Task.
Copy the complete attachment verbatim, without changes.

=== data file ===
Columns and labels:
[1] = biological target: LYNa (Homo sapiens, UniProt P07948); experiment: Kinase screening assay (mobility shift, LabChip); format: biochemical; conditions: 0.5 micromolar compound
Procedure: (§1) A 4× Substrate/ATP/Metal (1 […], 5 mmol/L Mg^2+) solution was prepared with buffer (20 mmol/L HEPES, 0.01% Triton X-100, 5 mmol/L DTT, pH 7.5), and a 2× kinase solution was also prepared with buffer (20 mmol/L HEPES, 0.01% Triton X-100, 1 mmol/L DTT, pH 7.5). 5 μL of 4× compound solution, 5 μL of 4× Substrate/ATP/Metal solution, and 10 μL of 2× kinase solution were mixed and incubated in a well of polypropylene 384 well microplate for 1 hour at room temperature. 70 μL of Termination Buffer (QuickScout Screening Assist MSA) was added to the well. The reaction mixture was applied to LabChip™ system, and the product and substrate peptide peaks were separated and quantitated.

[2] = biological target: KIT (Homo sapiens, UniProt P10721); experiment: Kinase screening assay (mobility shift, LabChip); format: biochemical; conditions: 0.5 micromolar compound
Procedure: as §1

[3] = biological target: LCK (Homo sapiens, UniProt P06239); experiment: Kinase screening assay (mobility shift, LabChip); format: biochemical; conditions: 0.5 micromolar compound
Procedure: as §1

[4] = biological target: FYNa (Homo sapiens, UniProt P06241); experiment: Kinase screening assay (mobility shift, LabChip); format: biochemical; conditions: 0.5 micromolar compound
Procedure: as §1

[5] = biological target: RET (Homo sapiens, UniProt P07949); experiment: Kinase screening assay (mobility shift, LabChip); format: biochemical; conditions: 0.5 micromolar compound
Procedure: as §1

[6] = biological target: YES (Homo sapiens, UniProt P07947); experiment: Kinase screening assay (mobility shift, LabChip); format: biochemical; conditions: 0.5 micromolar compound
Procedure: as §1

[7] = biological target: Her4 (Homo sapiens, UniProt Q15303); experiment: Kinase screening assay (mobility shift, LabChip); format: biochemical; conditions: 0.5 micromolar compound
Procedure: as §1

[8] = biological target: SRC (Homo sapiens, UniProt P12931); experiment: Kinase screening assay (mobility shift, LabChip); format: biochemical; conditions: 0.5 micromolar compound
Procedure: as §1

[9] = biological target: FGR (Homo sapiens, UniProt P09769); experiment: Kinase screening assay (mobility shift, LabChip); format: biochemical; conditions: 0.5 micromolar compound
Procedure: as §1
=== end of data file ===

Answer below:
Columns and labels:
[1] = biological target: LYNa (Homo sapiens, UniProt P07948); experiment: Kinase screening assay (mobility shift, LabChip); format: biochemical; conditions: 0.5 micromolar compound
Procedure: (§1) A 4× Substrate/ATP/Metal (1 […], 5 mmol/L Mg^2+) solution was prepared with buffer (20 mmol/L HEPES, 0.01% Triton X-100, 5 mmol/L DTT, pH 7.5), and a 2× kinase solution was also prepared with buffer (20 mmol/L HEPES, 0.01% Triton X-100, 1 mmol/L DTT, pH 7.5). 5 μL of 4× compound solution, 5 μL of 4× Substrate/ATP/Metal solution, and 10 μL of 2× kinase solution were mixed and incubated in a well of polypropylene 384 well microplate for 1 hour at room temperature. 70 μL of Termination Buffer (QuickScout Screening Assist MSA) was added to the well. The reaction mixture was applied to LabChip™ system, and the product and substrate peptide peaks were separated and quantitated.

[2] = biological target: KIT (Homo sapiens, UniProt P10721); experiment: Kinase screening assay (mobility shift, LabChip); format: biochemical; conditions: 0.5 micromolar compound
Procedure: as §1

[3] = biological target: LCK (Homo sapiens, UniProt P06239); experiment: Kinase screening assay (mobility shift, LabChip); format: biochemical; conditions: 0.5 micromolar compound
Procedure: as §1

[4] = biological target: FYNa (Homo sapiens, UniProt P06241); experiment: Kinase screening assay (mobility shift, LabChip); format: biochemical; conditions: 0.5 micromolar compound
Procedure: as §1

[5] = biological target: RET (Homo sapiens, UniProt P07949); experiment: Kinase screening assay (mobility shift, LabChip); format: biochemical; conditions: 0.5 micromolar compound
Procedure: as §1

[6] = biological target: YES (Homo sapiens, UniProt P07947); experiment: Kinase screening assay (mobility shift, LabChip); format: biochemical; conditions: 0.5 micromolar compound
Procedure: as §1

[7] = biological target: Her4 (Homo sapiens, UniProt Q15303); experiment: Kinase screening assay (mobility shift, LabChip); format: biochemical; conditions: 0.5 micromolar compound
Procedure: as §1

[8] = biological target: SRC (Homo sapiens, UniProt P12931); experiment: Kinase screening assay (mobility shift, LabChip); format: biochemical; conditions: 0.5 micromolar compound
Procedure: as §1

[9] = biological target: FGR (Homo sapiens, UniProt P09769); experiment: Kinase screening assay (mobility shift, LabChip); format: biochemical; conditions: 0.5 micromolar compound
Procedure: as §1